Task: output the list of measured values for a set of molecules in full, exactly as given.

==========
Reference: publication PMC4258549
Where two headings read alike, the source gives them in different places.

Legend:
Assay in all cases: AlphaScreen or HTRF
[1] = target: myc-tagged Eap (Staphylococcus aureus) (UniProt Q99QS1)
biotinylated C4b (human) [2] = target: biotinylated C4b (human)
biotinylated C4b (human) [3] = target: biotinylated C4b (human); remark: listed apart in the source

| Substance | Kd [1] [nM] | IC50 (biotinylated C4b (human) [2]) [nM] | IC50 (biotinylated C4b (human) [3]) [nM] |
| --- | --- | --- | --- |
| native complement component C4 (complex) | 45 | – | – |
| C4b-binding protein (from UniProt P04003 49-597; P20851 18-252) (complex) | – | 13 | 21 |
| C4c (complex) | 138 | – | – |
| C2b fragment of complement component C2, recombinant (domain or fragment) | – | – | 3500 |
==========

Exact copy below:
Reference: publication PMC4258549
Where two headings read alike, the source gives them in different places.

Legend:
Assay in all cases: AlphaScreen or HTRF
[1] = target: myc-tagged Eap (Staphylococcus aureus) (UniProt Q99QS1)
biotinylated C4b (human) [2] = target: biotinylated C4b (human)
biotinylated C4b (human) [3] = target: biotinylated C4b (human); remark: listed apart in the source

| Substance | Kd [1] [nM] | IC50 (biotinylated C4b (human) [2]) [nM] | IC50 (biotinylated C4b (human) [3]) [nM] |
| --- | --- | --- | --- |
| native complement component C4 (complex) | 45 | – | – |
| C4b-binding protein (from UniProt P04003 49-597; P20851 18-252) (complex) | – | 13 | 21 |
| C4c (complex) | 138 | – | – |
| C2b fragment of complement component C2, recombinant (domain or fragment) | – | – | 3500 |